Part of our responsibility while living on this planet involves taking care of the resources we’ve been given. That includes groundwater protection, preserving a valuable resource we couldn’t live without. In fact, it’s so important that there’s a whole week dedicated to this topic each year … National Groundwater Awareness Week.

 

Groundwater Protection Facts and Figures

Since groundwater is often out of sight, out of mind, it’s easy to forget about it. Here are some groundwater facts you may or may not already know:

  • According to the S. Geological Survey, we use 82.3 billion gallons of groundwater each day in this country.
  • About 25% of the rainfall in the U.S. ends up as groundwater.
  • In the U.S., California uses the most groundwater, followed by Texas.
  • The largest use of groundwater is for irrigation purposes.

 

Sources of Groundwater Contamination

Since groundwater often starts at the surface and moves down through soil to the aquifer below, it can easily pick up any contaminants in the soil itself. Common groundwater contamination sources include:

 

  • Fertilizers, herbicides, and pesticides used in agricultural operations
  • Chemicals, pharmaceuticals, paint, oil, and other hazardous materials
  • Per- and poly-fluroalkyl substances, aka ‘forever chemicals’
  • Garbage in landfills
  • Saltwater pollution

 

More About Saltwater Pollution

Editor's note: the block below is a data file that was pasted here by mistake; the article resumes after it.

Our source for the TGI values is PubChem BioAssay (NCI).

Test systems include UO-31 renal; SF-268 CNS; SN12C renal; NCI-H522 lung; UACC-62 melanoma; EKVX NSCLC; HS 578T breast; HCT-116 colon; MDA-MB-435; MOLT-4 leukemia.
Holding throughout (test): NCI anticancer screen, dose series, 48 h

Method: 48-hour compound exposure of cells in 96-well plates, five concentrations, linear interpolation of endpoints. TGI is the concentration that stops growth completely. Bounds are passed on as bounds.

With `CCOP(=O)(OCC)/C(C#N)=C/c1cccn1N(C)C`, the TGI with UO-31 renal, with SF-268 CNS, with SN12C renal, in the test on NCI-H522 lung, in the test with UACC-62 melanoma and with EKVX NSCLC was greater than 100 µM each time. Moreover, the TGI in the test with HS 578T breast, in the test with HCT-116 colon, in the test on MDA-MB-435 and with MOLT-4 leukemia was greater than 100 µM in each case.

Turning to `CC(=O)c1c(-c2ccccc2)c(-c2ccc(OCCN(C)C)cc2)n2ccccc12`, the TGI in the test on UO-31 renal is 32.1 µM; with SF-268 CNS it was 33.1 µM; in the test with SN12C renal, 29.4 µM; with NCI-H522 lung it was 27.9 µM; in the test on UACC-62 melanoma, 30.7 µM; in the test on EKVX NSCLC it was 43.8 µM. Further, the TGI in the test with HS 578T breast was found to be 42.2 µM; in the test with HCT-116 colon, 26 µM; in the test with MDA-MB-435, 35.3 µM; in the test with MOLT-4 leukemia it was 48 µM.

The first four sources in the list above are familiar to most people. And, they can easily be controlled by simply learning about and following proper waste management procedures. Or, in the case of agricultural operations, learning how to grow crops sustainably without the need for large quantities of chemicals.

Saltwater pollution, however, is not always so obvious. The most common source is from residential or commercial water softeners. These devices are helpful in combating the effects of hard water. However, they discharge a highly concentrated salt brine into sewers and septic systems, eventually polluting our groundwater.

In addition, there are industries that use salt brine in a big way. For example, nuts are often treated with a salt brine to give them their popular flavor. This brine has to be treated or taken somewhere and dumped once it’s been used. It’s cheaper to dump the brine than to restore it to lower salinity levels. So, it’s often disposed of in areas where it will make its way back into our groundwater.

 

How the Salt Miner Can Aid in Groundwater Protection

Groundwater protection isn’t necessarily about changing everything we do. It’s also about finding ways to work smarter or more effectively.

For example, what if companies in the nut industry had a cost effective and efficient way to remove the salt from their brine without having to truck it elsewhere and dump it? This could have a huge impact on the environment … groundwater would be protected from the high salinity brine and less trucking means lower carbon emissions and air pollution potential.

 

The Salt Miner is positioned to BE that cost effective and efficient way of treating brine, whether it’s from residential and commercial water softeners, or industrial sources as described above. It works by filtering out, or ‘mining’, the salt from the brine, making it possible to recycle or dispose of the salt in an environmentally friendly manner.

 

Is it time to stand up for groundwater protection and be a part of the solution? We think so! Simply contact us to learn more about the Salt Miner today!